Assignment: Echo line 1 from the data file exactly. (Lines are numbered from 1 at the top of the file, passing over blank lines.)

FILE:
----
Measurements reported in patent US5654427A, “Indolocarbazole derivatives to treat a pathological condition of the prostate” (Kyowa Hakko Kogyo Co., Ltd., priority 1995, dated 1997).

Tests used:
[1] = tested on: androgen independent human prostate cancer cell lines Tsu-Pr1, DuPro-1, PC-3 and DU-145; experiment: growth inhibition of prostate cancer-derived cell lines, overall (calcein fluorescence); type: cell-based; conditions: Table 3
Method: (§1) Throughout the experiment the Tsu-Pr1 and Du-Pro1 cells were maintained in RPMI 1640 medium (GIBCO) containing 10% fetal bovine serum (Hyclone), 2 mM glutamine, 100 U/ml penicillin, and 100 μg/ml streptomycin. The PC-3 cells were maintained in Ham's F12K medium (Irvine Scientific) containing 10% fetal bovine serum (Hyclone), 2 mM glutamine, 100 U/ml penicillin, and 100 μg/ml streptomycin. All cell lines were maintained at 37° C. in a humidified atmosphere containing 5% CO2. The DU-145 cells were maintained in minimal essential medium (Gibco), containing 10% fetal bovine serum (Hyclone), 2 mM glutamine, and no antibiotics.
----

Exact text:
Measurements reported in patent US5654427A, “Indolocarbazole derivatives to treat a pathological condition of the prostate” (Kyowa Hakko Kogyo Co., Ltd., priority 1995, dated 1997).